Lead author Dr. Katherine Poehling of Wake Forest Baptist and colleagues found children age 6 months and under had the highest hospitalization rates with flu.
"Parents should include a yearly flu shot to protect themselves and their children," Poehling said. "The best way to protect infants too young to receive the influenza vaccine is for pregnant women, the infant's family members and anyone with contact with the baby to get the shot, too."
The study involved 8,000 children seen in inpatient, emergency department and clinic settings with confirmed flu cases in children age 5 and younger in three counties in Ohio, New York and Tennessee from 2004 to 2009.
During the study period, the researchers found the overall flu vaccination coverage changed little -- less than 45 percent of children were vaccinated against the flu during a five-year study period, but the proportion of infants age 6 months and younger diagnosed with the flu increased to 48 percent compared with 28 percent in a previous study using data from 2000 to 2004, conducted by the same research team.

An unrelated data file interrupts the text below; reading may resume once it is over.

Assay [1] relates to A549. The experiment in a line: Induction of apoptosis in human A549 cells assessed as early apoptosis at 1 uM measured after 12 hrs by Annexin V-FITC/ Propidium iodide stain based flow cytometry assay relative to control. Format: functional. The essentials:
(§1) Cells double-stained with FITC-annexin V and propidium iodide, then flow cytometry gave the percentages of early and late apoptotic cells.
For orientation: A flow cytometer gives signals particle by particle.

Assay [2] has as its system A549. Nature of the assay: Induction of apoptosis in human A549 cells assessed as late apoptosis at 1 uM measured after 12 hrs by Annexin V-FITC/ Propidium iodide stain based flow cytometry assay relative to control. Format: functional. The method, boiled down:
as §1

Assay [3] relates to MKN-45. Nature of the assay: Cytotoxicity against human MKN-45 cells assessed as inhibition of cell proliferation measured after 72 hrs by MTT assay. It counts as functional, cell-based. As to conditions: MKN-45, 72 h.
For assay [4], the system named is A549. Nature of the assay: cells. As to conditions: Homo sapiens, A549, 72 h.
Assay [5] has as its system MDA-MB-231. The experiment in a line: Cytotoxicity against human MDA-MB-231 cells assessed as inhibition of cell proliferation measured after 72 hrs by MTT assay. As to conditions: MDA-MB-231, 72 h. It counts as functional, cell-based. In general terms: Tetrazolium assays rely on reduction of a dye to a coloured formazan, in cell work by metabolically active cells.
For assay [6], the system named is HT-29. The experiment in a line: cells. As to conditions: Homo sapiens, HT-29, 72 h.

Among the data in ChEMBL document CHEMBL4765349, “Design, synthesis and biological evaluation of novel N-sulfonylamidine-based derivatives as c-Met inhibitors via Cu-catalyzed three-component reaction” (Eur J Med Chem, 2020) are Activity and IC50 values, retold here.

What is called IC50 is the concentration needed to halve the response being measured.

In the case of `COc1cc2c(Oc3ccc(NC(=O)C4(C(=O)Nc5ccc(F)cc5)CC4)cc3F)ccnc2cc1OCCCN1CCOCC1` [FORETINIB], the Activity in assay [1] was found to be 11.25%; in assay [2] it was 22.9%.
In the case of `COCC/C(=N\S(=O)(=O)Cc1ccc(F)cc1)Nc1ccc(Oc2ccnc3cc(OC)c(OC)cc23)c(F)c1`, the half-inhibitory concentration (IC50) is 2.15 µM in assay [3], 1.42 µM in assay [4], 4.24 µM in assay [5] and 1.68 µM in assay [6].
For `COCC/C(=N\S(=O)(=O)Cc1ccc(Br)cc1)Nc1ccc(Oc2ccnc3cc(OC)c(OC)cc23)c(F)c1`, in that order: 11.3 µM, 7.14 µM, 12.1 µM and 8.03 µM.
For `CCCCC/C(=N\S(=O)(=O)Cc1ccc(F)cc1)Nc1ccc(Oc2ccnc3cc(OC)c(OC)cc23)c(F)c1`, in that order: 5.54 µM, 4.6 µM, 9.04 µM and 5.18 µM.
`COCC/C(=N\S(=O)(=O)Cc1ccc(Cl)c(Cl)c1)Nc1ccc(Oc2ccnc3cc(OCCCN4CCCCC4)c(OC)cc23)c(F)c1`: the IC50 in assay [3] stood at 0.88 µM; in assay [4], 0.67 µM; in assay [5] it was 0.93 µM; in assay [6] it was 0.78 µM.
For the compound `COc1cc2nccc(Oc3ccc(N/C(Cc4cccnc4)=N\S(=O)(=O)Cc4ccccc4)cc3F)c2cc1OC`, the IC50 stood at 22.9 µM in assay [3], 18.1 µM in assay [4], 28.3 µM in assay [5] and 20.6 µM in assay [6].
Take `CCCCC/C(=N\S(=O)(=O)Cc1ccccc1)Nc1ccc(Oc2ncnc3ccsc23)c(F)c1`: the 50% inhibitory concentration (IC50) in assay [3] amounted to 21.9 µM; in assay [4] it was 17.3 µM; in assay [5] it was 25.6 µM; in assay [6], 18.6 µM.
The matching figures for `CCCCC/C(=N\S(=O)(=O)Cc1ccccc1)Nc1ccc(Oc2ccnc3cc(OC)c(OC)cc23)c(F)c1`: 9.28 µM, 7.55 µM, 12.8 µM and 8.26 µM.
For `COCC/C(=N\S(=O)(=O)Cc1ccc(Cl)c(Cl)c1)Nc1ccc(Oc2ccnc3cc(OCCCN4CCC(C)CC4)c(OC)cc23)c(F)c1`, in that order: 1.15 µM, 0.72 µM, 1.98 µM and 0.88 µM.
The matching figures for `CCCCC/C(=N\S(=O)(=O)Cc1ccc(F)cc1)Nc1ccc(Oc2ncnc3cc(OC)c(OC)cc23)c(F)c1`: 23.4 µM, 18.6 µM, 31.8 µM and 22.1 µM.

The study, published online ahead of next month's print edition of the journal Pediatrics, found seasonal flu remained an important cause of hospitalization, emergency department and outpatient visits among children and that vaccination and antiviral medications were underused.
Ron Burgundy interviews Peyton Manning on SportsCenter
Gal Gadot cast as Wonder Woman for 'Batman vs. Superman'